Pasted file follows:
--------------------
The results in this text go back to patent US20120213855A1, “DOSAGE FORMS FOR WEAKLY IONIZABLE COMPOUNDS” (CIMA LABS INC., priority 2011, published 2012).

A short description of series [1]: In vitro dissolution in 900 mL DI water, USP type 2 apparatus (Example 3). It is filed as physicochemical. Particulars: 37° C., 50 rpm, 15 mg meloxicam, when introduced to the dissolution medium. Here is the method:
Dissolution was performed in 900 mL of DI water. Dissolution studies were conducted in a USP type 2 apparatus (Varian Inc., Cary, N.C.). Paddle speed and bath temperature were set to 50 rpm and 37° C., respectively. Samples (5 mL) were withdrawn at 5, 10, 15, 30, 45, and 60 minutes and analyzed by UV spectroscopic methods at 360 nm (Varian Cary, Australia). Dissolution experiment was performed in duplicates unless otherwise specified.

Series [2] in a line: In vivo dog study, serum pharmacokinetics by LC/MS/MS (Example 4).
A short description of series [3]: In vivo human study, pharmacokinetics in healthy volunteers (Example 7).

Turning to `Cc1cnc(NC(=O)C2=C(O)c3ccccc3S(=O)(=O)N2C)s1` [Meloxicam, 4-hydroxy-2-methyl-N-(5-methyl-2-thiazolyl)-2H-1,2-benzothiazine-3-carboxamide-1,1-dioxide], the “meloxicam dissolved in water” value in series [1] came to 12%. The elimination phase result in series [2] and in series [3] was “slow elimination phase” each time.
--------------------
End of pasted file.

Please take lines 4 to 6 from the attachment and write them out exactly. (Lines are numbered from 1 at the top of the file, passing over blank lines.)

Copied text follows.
Series [2] in a line: In vivo dog study, serum pharmacokinetics by LC/MS/MS (Example 4).
A short description of series [3]: In vivo human study, pharmacokinetics in healthy volunteers (Example 7).

Turning to `Cc1cnc(NC(=O)C2=C(O)c3ccccc3S(=O)(=O)N2C)s1` [Meloxicam, 4-hydroxy-2-methyl-N-(5-methyl-2-thiazolyl)-2H-1,2-benzothiazine-3-carboxamide-1,1-dioxide], the “meloxicam dissolved in water” value in series [1] came to 12%. The elimination phase result in series [2] and in series [3] was “slow elimination phase” each time.